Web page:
Another ARC/Galley off the list. Sometimes I wonder why I read these unsolicited books sent by publishers*, but then I remind myself that I’m always trying to expand my views and experience of the world. In this instance I probably should’ve given up after the first 50 pages because this just wasn’t for me even though it was a relatively fast read.
Along the same veins of The Self-Love Experiment I read earlier this year this book just rubbed me the wrong way from the start. I have a lot of ideas why this bothered me below, but I can’t put my finger on any one thing. Maybe it’s just me being a grump when I read this, but if that were the case you’d think I could use a little enlightenment. Read on to find out why this book irked the hell out of me.
Similar to The Self-Love Experiment, so many of my issues with this book come from the author’s privilege and what comes across as a sense of entitlement at best and a narcissistic complex at worst. These
I’m sorry, but if you graduate from Harvard Law School and practice law for 5-6 years for a large corporate entity you’re going to be pretty well off. And that includes having to take out student loans. The average HLS graduate earns $143,000 a year. Read that sentence again. Kieves graduated from HLS, practiced law for 5-6 years and then decided she wanted to be a self-appointed self-help guru. She’s not doing bad for herself looking at her website’s speaking engagements, and the fact she’s had multiple best-selling books among other things. However, if you read this book in a vacuum you’d think she was dirt poor and barely getting by when she woefully left her high paying job to follow her passion. (No sarcasm here, can’t fault her for that.) If I had to read another vignette about being on the verge of poverty without having any details, I would have probably stabbed the book with a pencil or knife just to let out some rage.
The other piece that REALLY got under my skin, and I mean like enough so that I actually stopped reading those portions of the books were the quotes at the beginning of the chapters and the “Turning Points” at the end of the chapters. The amount of confidence you must have in yourself, your brand, and your ability to bullshit is extraordinary to quote your own journals (highly edited for readability, of course) with the likes of Rumi, Eckhart Tolle, Henry David Thoreau, Socrates, Anaïs Nin, and many others. I mean who gets off on that? And then to also compare oneself to Oprah Winfrey and Steve Jobs I mean talk about an ego! There was even a point when I honestly couldn’t tell, but truly felt Kieves was comparing herself to Jesus. As in Jesus Christ, you know Jesus, the son of God, or Jesus, Mary and Joseph, or Christ on a Cracker. That guy. Regardless of your religious beliefs you have to admit that’s ballsy (ovariesy?).
Then, to top it all off, Kieves included a section at the end of every chapter/section called “Turning Points.” Do you know what this was? [Full disclosure maybe I’m reading into it and was just REALLY annoyed at this point.] It was bite size quotes from the preceding chapter. As in quotes that could be put on other people’s books (like she did for herself already), or quotes that could go on inspirational posters, or quotes that you could handily share on social media like (hashtags were my addition):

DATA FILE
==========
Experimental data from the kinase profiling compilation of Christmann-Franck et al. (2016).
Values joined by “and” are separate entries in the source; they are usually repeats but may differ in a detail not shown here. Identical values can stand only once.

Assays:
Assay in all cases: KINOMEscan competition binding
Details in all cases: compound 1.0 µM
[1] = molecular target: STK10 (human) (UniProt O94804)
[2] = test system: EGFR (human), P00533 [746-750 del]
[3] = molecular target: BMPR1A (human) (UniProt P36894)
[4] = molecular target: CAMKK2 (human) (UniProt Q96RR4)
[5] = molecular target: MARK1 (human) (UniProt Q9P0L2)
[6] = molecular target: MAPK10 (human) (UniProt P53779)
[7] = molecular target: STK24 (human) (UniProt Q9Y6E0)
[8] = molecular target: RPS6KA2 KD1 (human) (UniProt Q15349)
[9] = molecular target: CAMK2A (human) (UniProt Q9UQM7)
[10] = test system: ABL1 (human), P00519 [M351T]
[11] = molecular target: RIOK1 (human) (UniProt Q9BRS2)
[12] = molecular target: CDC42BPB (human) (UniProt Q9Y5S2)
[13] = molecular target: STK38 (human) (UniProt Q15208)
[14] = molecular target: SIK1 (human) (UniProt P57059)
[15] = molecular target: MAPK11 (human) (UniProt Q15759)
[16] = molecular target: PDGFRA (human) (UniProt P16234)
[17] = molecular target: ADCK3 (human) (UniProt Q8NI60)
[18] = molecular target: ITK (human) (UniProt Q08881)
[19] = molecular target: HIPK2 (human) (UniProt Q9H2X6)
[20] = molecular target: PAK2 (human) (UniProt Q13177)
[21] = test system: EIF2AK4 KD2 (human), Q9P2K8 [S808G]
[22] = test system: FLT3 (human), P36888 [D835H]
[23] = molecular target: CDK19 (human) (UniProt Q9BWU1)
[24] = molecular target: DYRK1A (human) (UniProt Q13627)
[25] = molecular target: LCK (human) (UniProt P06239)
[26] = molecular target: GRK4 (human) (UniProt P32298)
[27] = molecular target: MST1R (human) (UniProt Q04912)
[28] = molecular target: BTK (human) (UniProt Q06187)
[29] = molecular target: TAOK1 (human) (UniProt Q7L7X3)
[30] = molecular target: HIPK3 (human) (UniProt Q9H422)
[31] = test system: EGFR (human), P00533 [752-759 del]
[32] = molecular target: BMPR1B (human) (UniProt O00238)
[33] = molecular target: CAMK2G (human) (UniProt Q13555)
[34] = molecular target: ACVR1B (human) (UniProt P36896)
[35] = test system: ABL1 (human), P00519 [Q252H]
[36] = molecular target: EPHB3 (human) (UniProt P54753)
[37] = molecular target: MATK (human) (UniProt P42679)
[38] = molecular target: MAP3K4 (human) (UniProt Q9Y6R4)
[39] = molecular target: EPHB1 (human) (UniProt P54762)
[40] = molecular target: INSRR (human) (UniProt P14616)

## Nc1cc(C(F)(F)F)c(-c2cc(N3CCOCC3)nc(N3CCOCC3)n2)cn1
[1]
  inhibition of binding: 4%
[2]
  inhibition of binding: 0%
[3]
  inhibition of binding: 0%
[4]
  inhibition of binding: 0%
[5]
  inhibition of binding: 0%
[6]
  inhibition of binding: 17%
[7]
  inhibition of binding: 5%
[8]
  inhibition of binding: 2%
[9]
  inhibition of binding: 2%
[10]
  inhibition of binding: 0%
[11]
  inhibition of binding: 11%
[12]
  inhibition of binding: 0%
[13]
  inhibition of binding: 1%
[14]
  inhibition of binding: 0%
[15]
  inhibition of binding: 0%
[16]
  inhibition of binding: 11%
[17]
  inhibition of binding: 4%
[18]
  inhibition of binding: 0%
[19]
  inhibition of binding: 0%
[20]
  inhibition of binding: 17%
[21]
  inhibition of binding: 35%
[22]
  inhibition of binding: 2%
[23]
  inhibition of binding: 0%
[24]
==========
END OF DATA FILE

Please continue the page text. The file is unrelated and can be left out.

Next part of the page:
“Listening is not evaluating, fixing, or planning. It’s listening. It’s a verb all by itself.” – Tama Kieves #selfreflection #amlistening #inspiration #quotable
This just made me physically ill. I’m not sure if it is because it felt like she was pandering to quote/sound bite culture, or if it’s because of the above where she puts her quotes on par with these people who have m/billions of followers around the world. It just really really bothered me.
This whole book wasn’t horrid, there were some parts that did get me to laugh. At one point she’s standing in a freezing stream in Colorado with some sort of hippie guru who is forcing her to have a panic attack about all the things she can’t control that are flowing downstream and she can’t get back. Looking back I’m not sure this was supposed to be hilarious, but the sheer idiocy of it and the way she wrote it made it quite humorous. She did learn a lesson about it, you know that adage/prayer: “God grant me the serenity to accept the things I cannot change; courage to change the things I can; and wisdom to know the difference.” Yeah that.
Ultimately though, I doubt I’ll ever read another book by Kieves and will probably have to restrain myself from swearing at her books if I see them in a store.
Recommendation: Pass. I’m sure there are wonderful nuggets of wisdom in here (she tried to point them out for you – devastatingly so through her “Turning Points”), but ultimately her whole shtick of self-entitlement and privilege that permeated this book bothered me too much and so I didn’t take anything from it.
*I received a copy of Thriving Through Uncertainty from the publisher in return for my honest opinion. No goods or cash were received.
Opening Line: “Where do you crave certainty right now?”
Closing Line: “You’re likely to be thrilled at the results you experience especially over time. Be patient, dear one. Be persistent. Be Free.” (Not whited out as this is a work of nonfiction.)